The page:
Chandu the Magician
Chandu the Magician
This atmospheric radio adventure series first sounded its trademark opening gong in 1932, appearing at the forefront of a popular interest in magic and the occult which also produced Chandu's more famous fellow heroic students of the black arts, The Shadow and Mandrake the Magician. Like any talented prestidigitator, Chandu was able to appear in several different places simultaneously, and thus managed to frustrate the world-dominating ambitions of his archenemy Roxor in a feature film (1932) and a movie serial (1934) while also holding down his day job in radio. Chandu disappeared in 1935 when the initial series of 15-minute adventures came to a close, but the master magician had one more trick up his dapper sleeves, reappearing out of the ether to a delighted public in 1948 in a new production of the original scripts before vanishing for good in 1950. Thus, in the words of radio historian John Dunning, Chandu The Magician "… became one of the last, as well as one of the first, juvenile adventure shows of its kind."
Harmon, Jim, and Donald F. Glut. The Great Movie Serials. New York, Doubleday, 1972.
Lackmann, Ron. Same Time, Same Station: An A-Z Guide to Radio from Jack Benny to Howard Stern. New York, Facts On File, 1996.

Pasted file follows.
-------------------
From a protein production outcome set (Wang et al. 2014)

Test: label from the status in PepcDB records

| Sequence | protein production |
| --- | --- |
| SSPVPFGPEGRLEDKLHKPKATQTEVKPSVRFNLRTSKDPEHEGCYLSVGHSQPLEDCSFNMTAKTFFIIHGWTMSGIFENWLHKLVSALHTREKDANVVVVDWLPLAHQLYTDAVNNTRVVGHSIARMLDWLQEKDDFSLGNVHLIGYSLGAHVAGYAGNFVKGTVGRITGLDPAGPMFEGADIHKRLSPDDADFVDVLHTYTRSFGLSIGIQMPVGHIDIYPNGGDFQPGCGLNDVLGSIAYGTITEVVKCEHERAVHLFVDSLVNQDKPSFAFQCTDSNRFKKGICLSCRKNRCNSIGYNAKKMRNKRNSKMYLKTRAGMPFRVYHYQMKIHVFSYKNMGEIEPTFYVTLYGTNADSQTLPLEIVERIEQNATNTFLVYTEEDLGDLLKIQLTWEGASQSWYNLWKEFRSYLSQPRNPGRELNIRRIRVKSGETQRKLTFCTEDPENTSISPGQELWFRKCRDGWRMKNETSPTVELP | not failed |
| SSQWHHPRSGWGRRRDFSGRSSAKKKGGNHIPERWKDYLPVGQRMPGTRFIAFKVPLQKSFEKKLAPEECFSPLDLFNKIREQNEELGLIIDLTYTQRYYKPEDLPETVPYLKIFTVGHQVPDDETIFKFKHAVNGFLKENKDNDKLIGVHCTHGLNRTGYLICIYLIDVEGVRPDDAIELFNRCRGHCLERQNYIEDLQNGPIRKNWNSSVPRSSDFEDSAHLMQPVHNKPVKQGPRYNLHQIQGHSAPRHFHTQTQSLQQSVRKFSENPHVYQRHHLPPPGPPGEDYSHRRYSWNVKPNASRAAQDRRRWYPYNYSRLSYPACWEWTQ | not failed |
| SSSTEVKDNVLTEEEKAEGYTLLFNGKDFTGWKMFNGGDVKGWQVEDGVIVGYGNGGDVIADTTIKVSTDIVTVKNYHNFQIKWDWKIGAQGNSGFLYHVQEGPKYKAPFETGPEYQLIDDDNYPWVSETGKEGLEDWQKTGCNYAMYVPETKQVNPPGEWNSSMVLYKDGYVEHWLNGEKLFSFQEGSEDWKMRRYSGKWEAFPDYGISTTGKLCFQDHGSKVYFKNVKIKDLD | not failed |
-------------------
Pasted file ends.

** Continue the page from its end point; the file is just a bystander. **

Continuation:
"Chandu the Magician." St. James Encyclopedia of Popular Culture. . Encyclopedia.com. (September 22, 2018). http://www.encyclopedia.com/media/encyclopedias-almanacs-transcripts-and-maps/chandu-magician
"Chandu the Magician." St. James Encyclopedia of Popular Culture. . Retrieved September 22, 2018 from Encyclopedia.com: http://www.encyclopedia.com/media/encyclopedias-almanacs-transcripts-and-maps/chandu-magician
Encyclopedia.com gives you the ability to cite reference entries and articles according to common styles from the Modern Language Association (MLA), The Chicago Manual of Style, and the American Psychological Association (APA).
Within the “Cite this article” tool, pick a style to see how all available information looks when formatted according to that style. Then, copy and paste the text into your bibliography or works cited list.
Because each style has its own formatting nuances that evolve over time and not all information is available for every reference entry or article, Encyclopedia.com cannot guarantee each citation it generates. Therefore, it’s best to use Encyclopedia.com citations as a starting point before checking the style against your school or publication’s requirements and the most-recent information available at these sites:
Modern Language Association
The Chicago Manual of Style
American Psychological Association
- Most online reference entries and articles do not have page numbers. Therefore, that information is unavailable for most Encyclopedia.com content. However, the date of retrieval is often important. Refer to each style’s convention regarding the best way to format page numbers and retrieval dates.
- In addition to the MLA, Chicago, and APA styles, your school, university, publication, or institution may have its own requirements for citations. Therefore, be sure to refer to those guidelines when editing your bibliography or works cited list.